A simple composting program is easy to do at home whether you live in a house, apartment or condo. A composting program geared for the workplace can be a little more challenging but it can be done. All it takes is some like-minded people and an understanding of how to correctly compost.
Before starting on any type of garden or composting project, make sure the management of the business has approved it. Once this is done, the type of composting program that you would like to start needs to be decided upon.
The first type of composting program is one that utilizes a commercially built compost bin. The closed type of structure will prevent odors and keep pests away. Before choosing this type of composting program, make sure there is room for the bin and it is located in a convenient area.
The second type of composting is worm composting or vermicomposting. This type of composting produces worm castings that are used for fertilizer. While the container for this type of composting is normally smaller, it still creates large amount of castings that can be harvested quite often.
Before deciding on a composting program, ask yourself a few questions. How many people will be adding to the compost? Where can the program be located and is this location near where it can be used? Once these questions have been answered, the next step consists of teaching co-workers how to compost.
If the decision has been made to use a commercially built composting bin, then follow the how to directions in Green Living-Start a Composting Program Anywhere Part I.
If you choose to worm compost, then a few supplies will need to be gathered. The first thing you will need to get is a container to start the process. Outdora sells a wonderful composter called the worm factory 360 that is specially designed for vermicomposting.
Once your worm composter has arrived, the next step is to prepare the bedding. Worm bedding can consist of newspaper, cardboard, paper egg cartons and dried leaves. The key to creating this bedding material is to shred it into one-inch pieces and then soak it in non-chlorinated water. If you do not have a filter system at home, you can make your own non-chlorinated water by leaving a pitcher of water out overnight. As the water evaporates, the chlorine will be removed.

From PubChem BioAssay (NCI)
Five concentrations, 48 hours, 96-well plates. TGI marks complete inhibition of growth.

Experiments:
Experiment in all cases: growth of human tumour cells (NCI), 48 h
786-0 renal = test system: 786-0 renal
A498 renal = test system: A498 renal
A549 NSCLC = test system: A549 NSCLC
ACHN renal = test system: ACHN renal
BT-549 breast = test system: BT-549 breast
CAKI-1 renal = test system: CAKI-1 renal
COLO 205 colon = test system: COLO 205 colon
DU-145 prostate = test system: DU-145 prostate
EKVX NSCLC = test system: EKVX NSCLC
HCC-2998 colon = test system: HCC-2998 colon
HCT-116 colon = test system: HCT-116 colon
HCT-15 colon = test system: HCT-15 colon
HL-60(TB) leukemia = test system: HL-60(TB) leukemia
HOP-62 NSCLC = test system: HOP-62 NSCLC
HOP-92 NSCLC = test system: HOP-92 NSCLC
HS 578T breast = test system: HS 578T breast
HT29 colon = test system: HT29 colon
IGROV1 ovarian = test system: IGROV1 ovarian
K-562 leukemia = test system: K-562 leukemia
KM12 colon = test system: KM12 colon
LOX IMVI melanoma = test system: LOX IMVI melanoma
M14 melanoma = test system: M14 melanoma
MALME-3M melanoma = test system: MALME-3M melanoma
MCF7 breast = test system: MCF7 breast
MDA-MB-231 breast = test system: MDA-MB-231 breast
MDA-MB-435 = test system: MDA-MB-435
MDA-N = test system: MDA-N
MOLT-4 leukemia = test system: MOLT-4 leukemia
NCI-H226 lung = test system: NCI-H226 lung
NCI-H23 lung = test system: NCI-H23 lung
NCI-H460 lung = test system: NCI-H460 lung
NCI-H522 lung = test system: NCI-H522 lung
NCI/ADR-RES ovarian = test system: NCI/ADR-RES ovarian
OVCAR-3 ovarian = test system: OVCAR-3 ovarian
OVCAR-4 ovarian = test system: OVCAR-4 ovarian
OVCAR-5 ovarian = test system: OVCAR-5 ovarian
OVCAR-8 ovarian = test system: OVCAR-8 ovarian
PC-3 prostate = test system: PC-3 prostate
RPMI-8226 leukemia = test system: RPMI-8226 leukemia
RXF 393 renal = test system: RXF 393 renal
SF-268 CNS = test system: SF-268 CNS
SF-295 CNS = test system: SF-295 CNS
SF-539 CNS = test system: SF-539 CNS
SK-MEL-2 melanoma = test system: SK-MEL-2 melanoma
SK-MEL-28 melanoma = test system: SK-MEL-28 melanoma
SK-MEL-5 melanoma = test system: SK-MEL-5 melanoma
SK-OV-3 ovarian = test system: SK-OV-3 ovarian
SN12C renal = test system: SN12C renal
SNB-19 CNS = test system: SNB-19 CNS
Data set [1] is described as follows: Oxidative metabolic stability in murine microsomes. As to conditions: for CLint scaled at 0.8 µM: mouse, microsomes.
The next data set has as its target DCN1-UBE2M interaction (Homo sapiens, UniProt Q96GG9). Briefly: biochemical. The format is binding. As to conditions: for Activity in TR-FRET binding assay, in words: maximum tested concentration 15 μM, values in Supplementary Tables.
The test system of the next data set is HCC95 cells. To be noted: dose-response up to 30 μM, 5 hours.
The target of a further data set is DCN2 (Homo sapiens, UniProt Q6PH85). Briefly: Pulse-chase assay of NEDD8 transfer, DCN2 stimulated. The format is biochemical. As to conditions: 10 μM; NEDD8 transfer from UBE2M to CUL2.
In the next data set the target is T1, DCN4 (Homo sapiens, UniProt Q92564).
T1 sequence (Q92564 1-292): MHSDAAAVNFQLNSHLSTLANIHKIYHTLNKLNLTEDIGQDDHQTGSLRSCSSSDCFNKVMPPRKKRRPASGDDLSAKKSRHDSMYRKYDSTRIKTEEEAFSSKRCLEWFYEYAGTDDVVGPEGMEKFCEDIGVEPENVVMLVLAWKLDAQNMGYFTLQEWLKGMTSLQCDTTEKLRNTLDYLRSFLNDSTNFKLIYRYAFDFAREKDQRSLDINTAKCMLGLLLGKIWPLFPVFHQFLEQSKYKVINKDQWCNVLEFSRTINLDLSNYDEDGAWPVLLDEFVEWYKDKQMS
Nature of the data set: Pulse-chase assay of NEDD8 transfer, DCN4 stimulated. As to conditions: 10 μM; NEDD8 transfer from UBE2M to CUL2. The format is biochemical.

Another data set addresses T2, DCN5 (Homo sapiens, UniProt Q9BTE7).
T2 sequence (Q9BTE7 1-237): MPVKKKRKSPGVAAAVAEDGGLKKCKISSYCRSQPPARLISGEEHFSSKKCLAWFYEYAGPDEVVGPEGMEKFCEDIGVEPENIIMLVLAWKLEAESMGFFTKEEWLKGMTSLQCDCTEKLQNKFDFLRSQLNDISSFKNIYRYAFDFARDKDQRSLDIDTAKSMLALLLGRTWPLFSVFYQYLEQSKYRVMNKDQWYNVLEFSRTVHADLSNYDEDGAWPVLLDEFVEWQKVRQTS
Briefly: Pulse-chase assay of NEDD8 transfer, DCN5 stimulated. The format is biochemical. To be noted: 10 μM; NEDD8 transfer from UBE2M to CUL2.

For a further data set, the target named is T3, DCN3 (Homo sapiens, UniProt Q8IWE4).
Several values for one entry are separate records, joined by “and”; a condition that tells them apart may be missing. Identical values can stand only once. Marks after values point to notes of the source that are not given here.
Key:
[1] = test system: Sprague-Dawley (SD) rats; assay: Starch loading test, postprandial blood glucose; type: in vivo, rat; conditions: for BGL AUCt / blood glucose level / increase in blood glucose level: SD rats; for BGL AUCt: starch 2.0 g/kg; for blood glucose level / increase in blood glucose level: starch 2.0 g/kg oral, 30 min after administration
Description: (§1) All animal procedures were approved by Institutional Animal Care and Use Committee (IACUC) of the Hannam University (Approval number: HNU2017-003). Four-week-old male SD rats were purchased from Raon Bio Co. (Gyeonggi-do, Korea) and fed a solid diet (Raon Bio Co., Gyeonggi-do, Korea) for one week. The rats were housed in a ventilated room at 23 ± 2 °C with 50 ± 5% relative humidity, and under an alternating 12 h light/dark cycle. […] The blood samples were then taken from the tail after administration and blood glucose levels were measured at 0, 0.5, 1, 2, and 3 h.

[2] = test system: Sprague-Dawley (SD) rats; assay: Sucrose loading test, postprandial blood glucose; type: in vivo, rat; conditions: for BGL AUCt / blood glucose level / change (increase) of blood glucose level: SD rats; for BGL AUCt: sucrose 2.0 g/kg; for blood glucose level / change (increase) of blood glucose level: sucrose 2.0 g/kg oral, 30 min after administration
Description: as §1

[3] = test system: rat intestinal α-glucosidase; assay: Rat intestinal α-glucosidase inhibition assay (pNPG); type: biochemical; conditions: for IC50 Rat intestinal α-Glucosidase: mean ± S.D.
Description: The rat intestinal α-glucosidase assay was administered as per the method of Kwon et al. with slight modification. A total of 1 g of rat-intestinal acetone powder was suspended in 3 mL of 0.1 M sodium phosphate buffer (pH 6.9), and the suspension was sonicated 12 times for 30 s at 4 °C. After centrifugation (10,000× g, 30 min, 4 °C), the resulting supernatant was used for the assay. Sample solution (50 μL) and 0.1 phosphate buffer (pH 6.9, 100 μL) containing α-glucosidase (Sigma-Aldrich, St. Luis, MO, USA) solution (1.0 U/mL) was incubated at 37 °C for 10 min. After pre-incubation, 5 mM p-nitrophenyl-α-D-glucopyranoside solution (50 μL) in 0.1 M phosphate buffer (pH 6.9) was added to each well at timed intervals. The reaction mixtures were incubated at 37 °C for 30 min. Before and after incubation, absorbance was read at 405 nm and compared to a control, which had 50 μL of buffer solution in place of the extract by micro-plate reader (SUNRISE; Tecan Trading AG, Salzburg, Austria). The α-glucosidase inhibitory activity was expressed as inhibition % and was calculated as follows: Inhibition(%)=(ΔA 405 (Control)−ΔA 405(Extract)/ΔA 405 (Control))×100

After the bedding has been shredded and soaked, pick it up by the handfuls and squeeze out any excess moisture. Place three to eight inches of bedding material in the bottom of the composter.
The next step in this process is to purchase your worms. Garden worms will not work for this process instead you will need red worms (Eisenia foetida) or European night crawlers (Eisenia hortensis). One may inquire why common garden worms will not work for vermicomposting and the answer is simple. Garden worms tunnel down through the soil, aerating it as they go. Red worms and the European night crawlers are from temperate rain forest where they live on the surface of the soil. While on the surface they digest the leaf litter and create the humus layer. They are also more adaptable to the same conditions that humans enjoy.
To completely appreciate the red worm or the European night crawler, one must understand their anatomy. Both these worms eat continuously and live up to 16 years. They have five hearts, no teeth or bones and can reproduce as soon as they are three months old. There is no need for male and female worms since they are hermaphrodites.
While worms can be ordered from the Internet, it is just as easy to go to the local bait shop and purchase a pound of red worms or European night crawlers. Once they have been purchased, bring them to work and place them in the worm composter. Make sure the lid is securely placed on the composter.